In the Ohio State football team meeting room, a sign details the Buckeyes’ “plan to win.”
The plan lists playing great defense first, followed by winning the turnover battle, scoring in the red zone and winning the kicking game.
That plan was designed to put the Buckeyes in a position to win Big Ten and national titles, and that doesn’t have to change after senior quarterback Braxton Miller suffered a season-ending injury Monday.
Senior tight end Jeff Heuerman confirmed that those plans haven’t changed, adding that the team knows exactly what it has to do.
“We’ve just got to compete for championships,” Heuerman said Wednesday.
Senior cornerback Doran Grant reiterated the words of Heuerman, saying the expectations at a place like OSU never change.
“We’re the Ohio State Buckeyes, and we’ve got to get there,” Grant said.
OSU coach Urban Meyer said Miller’s injury — which he said is a torn labrum in the signal caller’s throwing shoulder — caused a “devastating” moment on the practice field. However, the team has come back strong since then, he added.
Meyer went so far as to say Wednesday morning — when the Buckeyes’ participated in their 20th practice this fall — was arguably the best practice any of his teams have had since his staff arrived in Columbus.
“Really impressed,” the third-year OSU coach said. “The energy, the speed; I think they see the light at the end of the tunnel, so it was a very, very good day.”
Meyer said moving forward without Miller is a “huge test” for his team, but the players have been up to the challenge so far.
While Miller did account for 44 percent of OSU’s offense last season, Meyer said the most important thing right now is getting his team ready — no matter who is on the field. He said a quarterback is an “important cog” in the team, but there is more than that to winning football games.
“One thing our team is pretty good at, and I’ve gotten better at, is worrying about the moment,” Meyer said. “And the moment is getting a team ready.”
While redshirt-freshman J.T. Barrett has been penciled in to Miller’s previously set-in-stone spot, players on the defensive side of the ball know they have to step up just as much as the offense.
“Play great defense” is No. 1 on OSU’s plan to win, after all.
“On the field, playing, we just have to get the job done,” Grant said. “We have our job to do.”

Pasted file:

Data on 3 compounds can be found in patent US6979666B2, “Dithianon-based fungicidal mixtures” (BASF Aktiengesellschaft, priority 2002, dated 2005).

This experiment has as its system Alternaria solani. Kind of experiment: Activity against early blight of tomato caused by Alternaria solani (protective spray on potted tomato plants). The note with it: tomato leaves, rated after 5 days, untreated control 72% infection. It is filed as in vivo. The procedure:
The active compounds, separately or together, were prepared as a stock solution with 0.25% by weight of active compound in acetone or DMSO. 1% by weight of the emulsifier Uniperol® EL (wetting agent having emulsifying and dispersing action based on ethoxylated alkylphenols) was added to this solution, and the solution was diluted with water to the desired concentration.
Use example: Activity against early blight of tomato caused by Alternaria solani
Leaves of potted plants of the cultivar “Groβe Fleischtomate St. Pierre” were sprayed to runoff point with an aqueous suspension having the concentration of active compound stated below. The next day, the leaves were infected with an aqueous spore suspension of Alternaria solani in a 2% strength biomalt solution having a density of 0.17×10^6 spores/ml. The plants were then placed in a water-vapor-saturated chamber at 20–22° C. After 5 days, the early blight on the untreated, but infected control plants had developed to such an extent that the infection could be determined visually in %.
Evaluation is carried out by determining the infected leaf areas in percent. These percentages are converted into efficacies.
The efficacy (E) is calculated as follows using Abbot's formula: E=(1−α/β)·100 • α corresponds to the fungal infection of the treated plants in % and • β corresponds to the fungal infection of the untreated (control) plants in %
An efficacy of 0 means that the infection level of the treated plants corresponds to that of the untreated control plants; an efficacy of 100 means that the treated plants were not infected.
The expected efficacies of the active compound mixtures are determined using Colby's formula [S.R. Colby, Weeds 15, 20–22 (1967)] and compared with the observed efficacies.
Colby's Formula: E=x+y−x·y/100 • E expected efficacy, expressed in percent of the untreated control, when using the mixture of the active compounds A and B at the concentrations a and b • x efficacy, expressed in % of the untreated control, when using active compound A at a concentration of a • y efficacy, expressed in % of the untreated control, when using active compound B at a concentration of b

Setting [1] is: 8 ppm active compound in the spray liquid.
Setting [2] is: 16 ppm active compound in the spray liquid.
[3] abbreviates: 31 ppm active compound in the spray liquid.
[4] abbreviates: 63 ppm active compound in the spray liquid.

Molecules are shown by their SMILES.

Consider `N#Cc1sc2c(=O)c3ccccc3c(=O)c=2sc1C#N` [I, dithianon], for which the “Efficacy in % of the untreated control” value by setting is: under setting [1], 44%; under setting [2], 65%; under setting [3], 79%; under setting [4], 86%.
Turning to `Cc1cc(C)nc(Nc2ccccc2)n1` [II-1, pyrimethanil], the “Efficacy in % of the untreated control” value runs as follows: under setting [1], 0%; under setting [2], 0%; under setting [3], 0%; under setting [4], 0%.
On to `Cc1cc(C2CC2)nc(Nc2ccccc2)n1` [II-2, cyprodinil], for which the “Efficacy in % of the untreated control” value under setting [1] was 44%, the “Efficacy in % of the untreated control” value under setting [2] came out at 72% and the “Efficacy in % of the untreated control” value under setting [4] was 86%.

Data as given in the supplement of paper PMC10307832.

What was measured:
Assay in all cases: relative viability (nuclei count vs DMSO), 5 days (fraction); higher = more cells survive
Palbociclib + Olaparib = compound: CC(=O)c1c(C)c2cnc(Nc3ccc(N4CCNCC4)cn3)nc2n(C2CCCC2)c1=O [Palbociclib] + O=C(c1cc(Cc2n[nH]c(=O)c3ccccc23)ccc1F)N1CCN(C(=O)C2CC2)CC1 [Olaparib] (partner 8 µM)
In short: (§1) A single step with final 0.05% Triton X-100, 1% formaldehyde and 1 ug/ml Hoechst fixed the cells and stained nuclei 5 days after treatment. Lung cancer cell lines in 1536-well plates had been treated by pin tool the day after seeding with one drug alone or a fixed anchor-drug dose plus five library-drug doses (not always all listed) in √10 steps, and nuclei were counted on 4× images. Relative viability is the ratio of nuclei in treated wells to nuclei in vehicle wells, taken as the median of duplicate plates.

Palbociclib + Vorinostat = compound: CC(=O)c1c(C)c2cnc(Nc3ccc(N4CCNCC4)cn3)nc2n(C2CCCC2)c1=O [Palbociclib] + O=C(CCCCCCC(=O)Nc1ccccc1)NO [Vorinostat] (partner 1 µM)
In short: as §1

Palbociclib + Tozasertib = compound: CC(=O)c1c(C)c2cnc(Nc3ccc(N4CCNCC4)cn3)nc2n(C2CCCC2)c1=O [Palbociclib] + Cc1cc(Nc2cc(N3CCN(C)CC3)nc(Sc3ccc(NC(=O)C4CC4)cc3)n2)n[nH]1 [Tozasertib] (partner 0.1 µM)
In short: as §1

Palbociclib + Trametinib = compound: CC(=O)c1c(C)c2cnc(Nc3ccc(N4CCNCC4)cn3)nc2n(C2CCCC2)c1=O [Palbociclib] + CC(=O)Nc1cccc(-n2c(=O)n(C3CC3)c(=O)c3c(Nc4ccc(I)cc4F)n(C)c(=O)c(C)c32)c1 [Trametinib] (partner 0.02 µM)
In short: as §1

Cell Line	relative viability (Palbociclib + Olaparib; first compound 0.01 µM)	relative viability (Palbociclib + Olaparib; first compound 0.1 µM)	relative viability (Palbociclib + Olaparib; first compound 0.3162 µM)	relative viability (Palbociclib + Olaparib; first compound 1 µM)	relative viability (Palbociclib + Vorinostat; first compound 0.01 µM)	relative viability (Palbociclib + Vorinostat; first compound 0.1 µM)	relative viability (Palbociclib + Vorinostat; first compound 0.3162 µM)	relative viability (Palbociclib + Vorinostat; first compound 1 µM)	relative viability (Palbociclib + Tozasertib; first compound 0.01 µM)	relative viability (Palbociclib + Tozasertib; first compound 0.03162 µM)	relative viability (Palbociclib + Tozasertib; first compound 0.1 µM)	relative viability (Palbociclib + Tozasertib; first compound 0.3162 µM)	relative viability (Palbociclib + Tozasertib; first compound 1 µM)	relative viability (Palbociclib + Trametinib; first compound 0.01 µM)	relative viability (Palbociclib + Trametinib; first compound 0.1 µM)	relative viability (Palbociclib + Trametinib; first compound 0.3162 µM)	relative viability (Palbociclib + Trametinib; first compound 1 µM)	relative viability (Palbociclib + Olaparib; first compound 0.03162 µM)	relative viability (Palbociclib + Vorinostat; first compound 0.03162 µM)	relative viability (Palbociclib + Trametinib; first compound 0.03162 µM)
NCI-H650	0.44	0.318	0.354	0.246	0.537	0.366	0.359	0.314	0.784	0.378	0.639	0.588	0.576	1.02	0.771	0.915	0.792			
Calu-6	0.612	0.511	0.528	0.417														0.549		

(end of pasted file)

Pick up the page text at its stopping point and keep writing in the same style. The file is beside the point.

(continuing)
Senior linebacker Curtis Grant, who is entering his second season as a starter on the Buckeye defense, said the injury to Miller doesn’t have to mean more pressure for the defense.
He said that adding pressure on oneself can lead to a decreased quality of play on the field. At the end of the day, Curtis Grant said the Buckeye defense just has to keep doing what they always do.
“We still go out there and have fun and play the game,” he said. “Because that’s what we’re here for.”
Doran Grant said the OSU defense knows it has to step up, but that doesn’t necessarily stem from Miller’s injury.
In 2013, the Buckeye defense gave up 5,284 yards of total offense, including 3,752 yards through the air. Those numbers, especially coming on the heels of two consecutive losses to the end the season, are considered subpar by some for the famed Silver Bullets defense.
“I mean, we have to take it to another level just coming back from last season,” Doran Grant said of the team’s defensive outlook this fall. “That’s just something we have to do.”
Doran Grant said the team will head into the new season with a chip on its shoulder, but has to ignore any criticism coming from the outside to find the desired success.
Playing great defense is certainly still in the plans for OSU, as are winning the turnover battle, scoring in the red zone and winning the kicking game.
Things will certainly be different for OSU in a full season without Miller, but the Buckeyes don’t think that has to change their ceiling in 2014.
OSU’s schedule is set to begin Aug. 30 against Navy at M&T Bank Stadium in Baltimore. Kickoff is scheduled for noon.